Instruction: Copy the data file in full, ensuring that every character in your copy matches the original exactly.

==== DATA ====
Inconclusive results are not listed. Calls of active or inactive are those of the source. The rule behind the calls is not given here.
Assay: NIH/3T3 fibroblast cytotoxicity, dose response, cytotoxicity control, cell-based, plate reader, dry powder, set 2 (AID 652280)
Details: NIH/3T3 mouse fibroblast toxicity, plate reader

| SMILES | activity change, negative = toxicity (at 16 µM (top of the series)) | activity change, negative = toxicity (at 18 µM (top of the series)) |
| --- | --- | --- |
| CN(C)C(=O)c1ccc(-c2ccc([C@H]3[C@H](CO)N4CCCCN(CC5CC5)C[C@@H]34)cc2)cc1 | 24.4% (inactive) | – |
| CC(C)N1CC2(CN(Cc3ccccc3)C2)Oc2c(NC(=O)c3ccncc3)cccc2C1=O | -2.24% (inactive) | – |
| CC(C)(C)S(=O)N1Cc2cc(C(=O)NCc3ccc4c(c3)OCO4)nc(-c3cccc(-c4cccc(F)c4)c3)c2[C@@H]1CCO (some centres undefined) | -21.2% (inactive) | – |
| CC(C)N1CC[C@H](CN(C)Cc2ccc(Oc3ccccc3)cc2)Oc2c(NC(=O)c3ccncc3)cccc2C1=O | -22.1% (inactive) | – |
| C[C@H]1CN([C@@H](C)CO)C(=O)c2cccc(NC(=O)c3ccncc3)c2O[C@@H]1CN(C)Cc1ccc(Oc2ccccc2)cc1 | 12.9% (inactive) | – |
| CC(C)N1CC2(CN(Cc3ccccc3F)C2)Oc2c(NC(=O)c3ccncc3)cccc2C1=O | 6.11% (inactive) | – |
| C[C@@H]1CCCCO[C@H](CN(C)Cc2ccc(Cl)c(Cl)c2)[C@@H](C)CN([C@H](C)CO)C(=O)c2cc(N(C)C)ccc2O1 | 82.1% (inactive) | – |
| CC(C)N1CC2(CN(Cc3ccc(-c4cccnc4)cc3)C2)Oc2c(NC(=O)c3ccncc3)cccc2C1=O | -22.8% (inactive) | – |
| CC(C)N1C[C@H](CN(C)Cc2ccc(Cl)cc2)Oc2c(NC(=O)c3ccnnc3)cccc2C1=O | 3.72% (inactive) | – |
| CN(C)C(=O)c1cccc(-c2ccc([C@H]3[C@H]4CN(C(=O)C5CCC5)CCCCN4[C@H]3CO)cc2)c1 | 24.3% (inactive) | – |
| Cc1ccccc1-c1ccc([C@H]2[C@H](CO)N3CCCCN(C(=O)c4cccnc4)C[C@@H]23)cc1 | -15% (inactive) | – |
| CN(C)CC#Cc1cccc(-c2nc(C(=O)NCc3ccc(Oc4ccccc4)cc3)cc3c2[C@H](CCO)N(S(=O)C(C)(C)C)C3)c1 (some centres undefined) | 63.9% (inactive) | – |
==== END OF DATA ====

Inconclusive results are not listed. Calls of active or inactive are those of the source. The rule behind the calls is not given here.
Assay: NIH/3T3 fibroblast cytotoxicity, dose response, cytotoxicity control, cell-based, plate reader, dry powder, set 2 (AID 652280)
Details: NIH/3T3 mouse fibroblast toxicity, plate reader

| SMILES | activity change, negative = toxicity (at 16 µM (top of the series)) | activity change, negative = toxicity (at 18 µM (top of the series)) |
| --- | --- | --- |
| CN(C)C(=O)c1ccc(-c2ccc([C@H]3[C@H](CO)N4CCCCN(CC5CC5)C[C@@H]34)cc2)cc1 | 24.4% (inactive) | – |
| CC(C)N1CC2(CN(Cc3ccccc3)C2)Oc2c(NC(=O)c3ccncc3)cccc2C1=O | -2.24% (inactive) | – |
| CC(C)(C)S(=O)N1Cc2cc(C(=O)NCc3ccc4c(c3)OCO4)nc(-c3cccc(-c4cccc(F)c4)c3)c2[C@@H]1CCO (some centres undefined) | -21.2% (inactive) | – |
| CC(C)N1CC[C@H](CN(C)Cc2ccc(Oc3ccccc3)cc2)Oc2c(NC(=O)c3ccncc3)cccc2C1=O | -22.1% (inactive) | – |
| C[C@H]1CN([C@@H](C)CO)C(=O)c2cccc(NC(=O)c3ccncc3)c2O[C@@H]1CN(C)Cc1ccc(Oc2ccccc2)cc1 | 12.9% (inactive) | – |
| CC(C)N1CC2(CN(Cc3ccccc3F)C2)Oc2c(NC(=O)c3ccncc3)cccc2C1=O | 6.11% (inactive) | – |
| C[C@@H]1CCCCO[C@H](CN(C)Cc2ccc(Cl)c(Cl)c2)[C@@H](C)CN([C@H](C)CO)C(=O)c2cc(N(C)C)ccc2O1 | 82.1% (inactive) | – |
| CC(C)N1CC2(CN(Cc3ccc(-c4cccnc4)cc3)C2)Oc2c(NC(=O)c3ccncc3)cccc2C1=O | -22.8% (inactive) | – |
| CC(C)N1C[C@H](CN(C)Cc2ccc(Cl)cc2)Oc2c(NC(=O)c3ccnnc3)cccc2C1=O | 3.72% (inactive) | – |
| CN(C)C(=O)c1cccc(-c2ccc([C@H]3[C@H]4CN(C(=O)C5CCC5)CCCCN4[C@H]3CO)cc2)c1 | 24.3% (inactive) | – |
| Cc1ccccc1-c1ccc([C@H]2[C@H](CO)N3CCCCN(C(=O)c4cccnc4)C[C@@H]23)cc1 | -15% (inactive) | – |
| CN(C)CC#Cc1cccc(-c2nc(C(=O)NCc3ccc(Oc4ccccc4)cc3)cc3c2[C@H](CCO)N(S(=O)C(C)(C)C)C3)c1 (some centres undefined) | 63.9% (inactive) | – |